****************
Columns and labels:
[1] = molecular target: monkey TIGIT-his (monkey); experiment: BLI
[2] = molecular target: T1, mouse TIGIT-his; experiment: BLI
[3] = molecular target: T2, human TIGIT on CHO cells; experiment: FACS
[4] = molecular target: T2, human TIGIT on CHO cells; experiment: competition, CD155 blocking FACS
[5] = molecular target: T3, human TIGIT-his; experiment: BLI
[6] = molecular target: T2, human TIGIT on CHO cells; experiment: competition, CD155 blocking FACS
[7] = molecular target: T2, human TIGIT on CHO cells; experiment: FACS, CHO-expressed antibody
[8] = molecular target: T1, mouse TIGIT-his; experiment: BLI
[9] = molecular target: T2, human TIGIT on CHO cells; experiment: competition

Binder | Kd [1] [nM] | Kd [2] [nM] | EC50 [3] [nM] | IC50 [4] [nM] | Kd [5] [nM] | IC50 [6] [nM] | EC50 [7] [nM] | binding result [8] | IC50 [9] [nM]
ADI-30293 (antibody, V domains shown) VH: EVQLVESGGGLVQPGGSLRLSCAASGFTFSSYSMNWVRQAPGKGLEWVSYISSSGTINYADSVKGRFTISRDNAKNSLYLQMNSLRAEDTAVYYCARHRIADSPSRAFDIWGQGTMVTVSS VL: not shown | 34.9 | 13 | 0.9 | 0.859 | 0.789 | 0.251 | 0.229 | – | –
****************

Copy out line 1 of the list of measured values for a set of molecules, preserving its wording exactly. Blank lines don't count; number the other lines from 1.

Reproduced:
Columns and labels: